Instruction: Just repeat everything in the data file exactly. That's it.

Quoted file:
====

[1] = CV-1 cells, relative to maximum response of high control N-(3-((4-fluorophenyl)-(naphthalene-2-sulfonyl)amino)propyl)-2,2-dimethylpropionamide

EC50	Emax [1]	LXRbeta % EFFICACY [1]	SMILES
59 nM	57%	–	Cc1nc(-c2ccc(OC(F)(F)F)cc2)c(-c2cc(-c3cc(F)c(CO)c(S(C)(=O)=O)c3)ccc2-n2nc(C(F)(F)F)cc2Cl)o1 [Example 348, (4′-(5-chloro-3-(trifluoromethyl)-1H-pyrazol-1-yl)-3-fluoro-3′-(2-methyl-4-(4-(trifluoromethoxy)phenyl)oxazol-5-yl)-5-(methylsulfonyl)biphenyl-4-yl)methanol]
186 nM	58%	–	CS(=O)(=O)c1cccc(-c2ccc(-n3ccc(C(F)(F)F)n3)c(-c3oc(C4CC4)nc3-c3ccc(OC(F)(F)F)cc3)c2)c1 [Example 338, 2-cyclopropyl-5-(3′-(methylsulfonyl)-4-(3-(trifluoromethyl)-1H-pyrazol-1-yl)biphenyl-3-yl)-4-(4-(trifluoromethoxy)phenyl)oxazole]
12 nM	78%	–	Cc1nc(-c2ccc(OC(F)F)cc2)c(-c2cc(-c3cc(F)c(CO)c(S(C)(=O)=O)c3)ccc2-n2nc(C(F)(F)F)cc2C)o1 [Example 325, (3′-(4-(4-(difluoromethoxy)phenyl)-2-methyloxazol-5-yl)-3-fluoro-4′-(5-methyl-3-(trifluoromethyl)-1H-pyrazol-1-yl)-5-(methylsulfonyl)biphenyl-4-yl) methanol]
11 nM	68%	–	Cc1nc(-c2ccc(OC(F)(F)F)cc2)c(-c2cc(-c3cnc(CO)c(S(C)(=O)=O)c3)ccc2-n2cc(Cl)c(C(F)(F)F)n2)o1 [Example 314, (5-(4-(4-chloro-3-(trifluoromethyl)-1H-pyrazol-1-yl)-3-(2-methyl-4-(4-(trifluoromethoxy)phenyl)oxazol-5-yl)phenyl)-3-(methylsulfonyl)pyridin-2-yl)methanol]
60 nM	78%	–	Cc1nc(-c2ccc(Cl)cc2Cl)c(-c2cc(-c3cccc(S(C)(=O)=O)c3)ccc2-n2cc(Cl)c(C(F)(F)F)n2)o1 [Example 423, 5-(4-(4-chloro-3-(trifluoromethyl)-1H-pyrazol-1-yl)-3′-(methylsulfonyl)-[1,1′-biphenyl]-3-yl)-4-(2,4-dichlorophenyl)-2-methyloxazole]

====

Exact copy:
[1] = CV-1 cells, relative to maximum response of high control N-(3-((4-fluorophenyl)-(naphthalene-2-sulfonyl)amino)propyl)-2,2-dimethylpropionamide

EC50	Emax [1]	LXRbeta % EFFICACY [1]	SMILES
59 nM	57%	–	Cc1nc(-c2ccc(OC(F)(F)F)cc2)c(-c2cc(-c3cc(F)c(CO)c(S(C)(=O)=O)c3)ccc2-n2nc(C(F)(F)F)cc2Cl)o1 [Example 348, (4′-(5-chloro-3-(trifluoromethyl)-1H-pyrazol-1-yl)-3-fluoro-3′-(2-methyl-4-(4-(trifluoromethoxy)phenyl)oxazol-5-yl)-5-(methylsulfonyl)biphenyl-4-yl)methanol]
186 nM	58%	–	CS(=O)(=O)c1cccc(-c2ccc(-n3ccc(C(F)(F)F)n3)c(-c3oc(C4CC4)nc3-c3ccc(OC(F)(F)F)cc3)c2)c1 [Example 338, 2-cyclopropyl-5-(3′-(methylsulfonyl)-4-(3-(trifluoromethyl)-1H-pyrazol-1-yl)biphenyl-3-yl)-4-(4-(trifluoromethoxy)phenyl)oxazole]
12 nM	78%	–	Cc1nc(-c2ccc(OC(F)F)cc2)c(-c2cc(-c3cc(F)c(CO)c(S(C)(=O)=O)c3)ccc2-n2nc(C(F)(F)F)cc2C)o1 [Example 325, (3′-(4-(4-(difluoromethoxy)phenyl)-2-methyloxazol-5-yl)-3-fluoro-4′-(5-methyl-3-(trifluoromethyl)-1H-pyrazol-1-yl)-5-(methylsulfonyl)biphenyl-4-yl) methanol]
11 nM	68%	–	Cc1nc(-c2ccc(OC(F)(F)F)cc2)c(-c2cc(-c3cnc(CO)c(S(C)(=O)=O)c3)ccc2-n2cc(Cl)c(C(F)(F)F)n2)o1 [Example 314, (5-(4-(4-chloro-3-(trifluoromethyl)-1H-pyrazol-1-yl)-3-(2-methyl-4-(4-(trifluoromethoxy)phenyl)oxazol-5-yl)phenyl)-3-(methylsulfonyl)pyridin-2-yl)methanol]
60 nM	78%	–	Cc1nc(-c2ccc(Cl)cc2Cl)c(-c2cc(-c3cccc(S(C)(=O)=O)c3)ccc2-n2cc(Cl)c(C(F)(F)F)n2)o1 [Example 423, 5-(4-(4-chloro-3-(trifluoromethyl)-1H-pyrazol-1-yl)-3′-(methylsulfonyl)-[1,1′-biphenyl]-3-yl)-4-(2,4-dichlorophenyl)-2-methyloxazole]